Friday, March 28, 2008

Football again - the Velvet Bear

Following a brief hiatus, it is back to the NFL.

You might think that the Superbowl marks the end of the hard work for NFL teams, that they kick back, put their feet up and take a hard earned rest until the pre-season games begin in August. Not a bit of it. Most teams are already back in training, plus we are well and truly into Draft season, where mindless speculation rules supreme.

The big story over the last few weeks, though, has been the retirement of Green Bay Packers’ quarterback Brett Favre. For the last few seasons, Favre has played a ‘will he or won’t he?’ game with the media, his teammates and his family. It had almost become a tradition: season ends, Favre announces he might not be back next season, Favre goes on holiday, Favre hosts charity golf tournament, Favre calls press conference to announce he’ll play on for one more year.

This season was different. Favre had his best season in years. The Packers almost reached the Superbowl (ironically bowing out on a Favre interception) and on the way he broke just about every record in the book – career touchdowns, passing yards and (as he will forever be reminded) interceptions among them. So, needless to say, at the end of the season he came straight out and announced that he wasn’t coming back.

In fairness, the man hasn’t missed a game in 17 seasons. He played the night after his father died and with injuries which would’ve had lesser men in bed, whimpering. He even played through a significant substance abuse problem in the late-90s. The fact is, though, the game was getting harder for him. Whilst he could still make extraordinary plays – witness his underhand flick pass for a touchdown in the play-offs – and his arm remained as strong as ever, he was finding that he had to begin work for the next game as soon as one finished, thus reducing the time he could spend with his family. Even for him, this was too much.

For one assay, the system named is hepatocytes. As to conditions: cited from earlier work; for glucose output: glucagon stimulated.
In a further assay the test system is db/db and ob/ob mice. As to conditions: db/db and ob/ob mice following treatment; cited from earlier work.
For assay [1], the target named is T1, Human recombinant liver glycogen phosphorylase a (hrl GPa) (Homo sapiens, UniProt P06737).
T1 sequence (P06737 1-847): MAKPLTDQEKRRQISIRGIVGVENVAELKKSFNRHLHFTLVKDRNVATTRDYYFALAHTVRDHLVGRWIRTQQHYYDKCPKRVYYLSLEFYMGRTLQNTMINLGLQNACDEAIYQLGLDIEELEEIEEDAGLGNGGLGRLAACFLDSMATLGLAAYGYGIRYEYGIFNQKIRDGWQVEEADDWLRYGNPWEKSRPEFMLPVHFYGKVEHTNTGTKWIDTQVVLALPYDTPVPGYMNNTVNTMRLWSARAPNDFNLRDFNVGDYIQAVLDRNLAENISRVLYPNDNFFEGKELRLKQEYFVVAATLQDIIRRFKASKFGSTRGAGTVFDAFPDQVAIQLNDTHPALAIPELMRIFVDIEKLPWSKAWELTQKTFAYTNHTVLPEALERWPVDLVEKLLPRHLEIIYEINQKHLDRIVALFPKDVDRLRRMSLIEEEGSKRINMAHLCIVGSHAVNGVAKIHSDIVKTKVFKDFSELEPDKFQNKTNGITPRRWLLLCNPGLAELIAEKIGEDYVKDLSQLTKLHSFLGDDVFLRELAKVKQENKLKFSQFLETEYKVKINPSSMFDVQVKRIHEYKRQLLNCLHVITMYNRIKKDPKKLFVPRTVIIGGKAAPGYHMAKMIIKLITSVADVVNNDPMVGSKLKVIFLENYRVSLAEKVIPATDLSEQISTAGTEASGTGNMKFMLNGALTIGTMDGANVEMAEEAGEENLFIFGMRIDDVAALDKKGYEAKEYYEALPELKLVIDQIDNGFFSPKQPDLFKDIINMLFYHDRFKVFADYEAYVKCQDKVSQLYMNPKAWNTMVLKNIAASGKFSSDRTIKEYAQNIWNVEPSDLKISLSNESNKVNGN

The Packers now have an interesting problem. It is great to have a key player who makes 275 consecutive starts (the third most in history), but when he retires, how do you replace him? They have taken the bold gamble of sticking with Favre’s long time back-up, Aaron Rogers, but it means that they will start the season with, effectively, a rookie behind center and, unless they make some sort of move pretty soon, only the equally inexperienced Craig Nall as backup. It could be an interesting season at Lambeau Field.

8 comments:

andrewm said...

Back in training already?

That is, as offside would say, fucking ridiculous, and for some reason puts me in mind of that guy who runs the Brazilian Soccer Schools and who said that footballers in this country don't train nearly enough.

Velvet Bear said...

Training at this stage is voluntary - but that's 'voluntary' in the same way that breathing oxygen is.

What you do find is that big name players who are in some way disgruntled with their clubs - on this occasion Calvin Johnson of the Bengals and Albert Haynesworth of the Titans - don't show up for training at this time, thereby making their displeasure clear. It's an odd kind of ritual.

andrewm said...

So are they just in basic fitness training, or would they be running plays?

I'm sure I could find this out elsewhere, but you're our correspondent and to be honest I don't trust anyone else.

mimi said...

Do any of you have the slightest idea of what we're doing in the cycling?

andrewm said...

mimi - winning everything?

guitougoal said...

Velvet,
it's premature pre-training camp for
pre-season.

Upanunder Greengrass said...

VB,
I was very gruntled with your rugger stint, but can't stand these Yanks playing rugby in mattresses and helmets.

velvet bear said...

Most of it is fitness training. They don't really do any ball work until the spring training camps in May. There's not much point beforehand, because the personnel change so much after the Draft at the end of April

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